According to my translator, the album is a collection of works by the songwriter Zhang Minghe performed by various artists including Song Zuying, Man Wenjun, Sun Yue and Sun Meina. Most of the songs are love songs or ballads and are certainly great for dancing.

Sunday, August 24, 2008

Latin Music Enlivens DJ B

On our next library trip, DJ B carefully scanned the shelves in search of the perfect musical specimens. She kept grabbing more and more CDs until we had six in total. When we went to check them out, I learned that we'd maxed out on our CD limit for the library. What to do? After some creative distribution of our booty across both of our library cards we were good to go, so on to #1!

Miss B's first requested album was the collection "15 Cumbias" by 5 Super Grupos, including Tam y Tex, Sabiduria Nortena, Grupo Cauza Nortena, El Cartel de Nuevo Leon, and Los Nortenitos de Ojinaga. Her initial response was to bop a bit to the music while looking at the booklet. She then talked about the photos, saying, "that is another drum right drum right there...this one is a red drum."

After giving me the lowdown on the liner notes she waved her arms, smiled and danced, saying "don't look at me!" She danced some more, turned down the volume, smiled, shrugged her shoulders, then turned her attention back to the booklet while she sat in a chair. When she wrapped the booklet around her foot, I took it as a sign that nap time was near. I asked if she wanted to listen to the cumbias for her nap and she politely declined. Since DJ B seems to be in charge of nap time these days, I gladly accepted her musical wishes.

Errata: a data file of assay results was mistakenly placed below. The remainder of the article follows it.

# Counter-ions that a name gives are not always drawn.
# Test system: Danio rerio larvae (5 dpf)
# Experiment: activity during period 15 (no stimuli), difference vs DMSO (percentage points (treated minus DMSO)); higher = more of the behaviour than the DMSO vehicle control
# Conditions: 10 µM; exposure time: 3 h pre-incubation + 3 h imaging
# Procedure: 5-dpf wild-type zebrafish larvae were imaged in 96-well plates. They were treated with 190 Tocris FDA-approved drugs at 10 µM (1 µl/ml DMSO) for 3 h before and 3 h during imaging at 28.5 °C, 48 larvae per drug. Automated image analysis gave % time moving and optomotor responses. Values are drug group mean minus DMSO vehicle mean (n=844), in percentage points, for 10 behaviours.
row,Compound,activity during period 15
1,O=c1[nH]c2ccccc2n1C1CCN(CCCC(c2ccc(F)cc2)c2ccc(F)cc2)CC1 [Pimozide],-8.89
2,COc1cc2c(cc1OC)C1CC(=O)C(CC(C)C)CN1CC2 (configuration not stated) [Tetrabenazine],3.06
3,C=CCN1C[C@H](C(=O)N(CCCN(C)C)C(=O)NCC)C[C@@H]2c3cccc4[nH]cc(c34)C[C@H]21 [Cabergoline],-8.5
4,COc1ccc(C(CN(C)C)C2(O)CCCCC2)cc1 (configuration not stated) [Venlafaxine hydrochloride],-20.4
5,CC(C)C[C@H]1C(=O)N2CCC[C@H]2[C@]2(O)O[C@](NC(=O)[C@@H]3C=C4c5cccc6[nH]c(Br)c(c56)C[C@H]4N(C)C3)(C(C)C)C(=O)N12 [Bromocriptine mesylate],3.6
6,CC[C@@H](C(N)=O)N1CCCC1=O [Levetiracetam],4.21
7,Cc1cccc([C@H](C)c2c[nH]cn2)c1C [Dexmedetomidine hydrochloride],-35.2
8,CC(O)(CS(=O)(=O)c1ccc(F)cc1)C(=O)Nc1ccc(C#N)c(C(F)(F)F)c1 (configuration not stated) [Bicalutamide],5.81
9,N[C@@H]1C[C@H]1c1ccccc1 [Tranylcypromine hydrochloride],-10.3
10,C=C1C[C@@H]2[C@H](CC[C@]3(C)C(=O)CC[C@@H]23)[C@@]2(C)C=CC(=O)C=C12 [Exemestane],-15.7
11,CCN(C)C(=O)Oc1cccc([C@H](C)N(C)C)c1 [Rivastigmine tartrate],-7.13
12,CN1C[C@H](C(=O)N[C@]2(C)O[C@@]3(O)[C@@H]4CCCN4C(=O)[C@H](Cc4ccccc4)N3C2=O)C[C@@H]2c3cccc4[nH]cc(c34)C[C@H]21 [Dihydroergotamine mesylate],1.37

Roy and Diz Quickly Dismissed by DJ B

The third and final CD from DJ B's latest library batch was Roy Eldridge and Dizzy Gillespie's "Roy and Diz," a 1954 jazz recording. I'm sure that part of what interested Miss B when she pulled it off the library shelf, was the lovely album art. Yes, that initial allure was not in evidence when she sampled the CD at home. The first time we played it, she said, "I don't like it" as soon as the music came out of the speakers. When we tried again later, she said, "I don't want to sing it" and stopped the CD player after just a few seconds. I continued to prompt her to listen to the release, to no avail. Poor Roy and Diz, Miss B just wasn't in the mood for jazz.

Friday, August 22, 2008

Orchestra Baobab is Good for Quiet Time

In addition to NOFX, one of the other picks on Miss B's recent library jaunt was Orchestra Baobab's critically acclaimed CD "Pirates Choice." DJ B selected it from the shelf, even though there was no album art or booklet to lure her in. The first time we put this CD in she didn't pay too much attention to the music and instead put her Dora shin guards on and asked to blow bubbles.

We gave this another chance today and Miss B gave it her full attention. While we listened she sat quietly in a chair, swaying from side to side while munching on Cheddar bunnies. When some male vocals and saxophone burst from the speakers, DJ B said, "Baobab" and smiled. She repeated "Baobab. Baobab. Baobab" while tapping her hand on the CD case and then sidled up next to me and sat on my lap. She wiggled her toes, shrugged her shoulders to the beat, rocked herself and hummed while she nestled in my arms. Later we both got up to dance a bit to the tropical sounds. When I asked Miss B if she liked the music, she said, "Mmmm Hmmm." Before I knew it we had listened to Disc 1 in its entirety, which is a rarity for DJ B, what with her 2-year-old attention span.